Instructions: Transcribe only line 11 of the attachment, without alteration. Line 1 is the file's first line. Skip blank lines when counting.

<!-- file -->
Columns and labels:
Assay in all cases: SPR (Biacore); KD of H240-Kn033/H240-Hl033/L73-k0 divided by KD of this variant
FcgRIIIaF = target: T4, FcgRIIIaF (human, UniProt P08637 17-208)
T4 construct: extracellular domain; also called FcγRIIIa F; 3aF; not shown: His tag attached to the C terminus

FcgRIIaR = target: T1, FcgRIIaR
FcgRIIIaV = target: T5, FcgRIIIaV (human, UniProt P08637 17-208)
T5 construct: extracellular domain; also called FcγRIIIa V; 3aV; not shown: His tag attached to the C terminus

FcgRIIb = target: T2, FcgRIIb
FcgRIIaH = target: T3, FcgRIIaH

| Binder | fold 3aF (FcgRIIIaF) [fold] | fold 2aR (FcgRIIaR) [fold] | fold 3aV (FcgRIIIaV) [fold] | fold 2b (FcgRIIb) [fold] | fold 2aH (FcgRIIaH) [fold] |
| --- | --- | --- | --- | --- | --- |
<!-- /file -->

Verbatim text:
| --- | --- | --- | --- | --- | --- |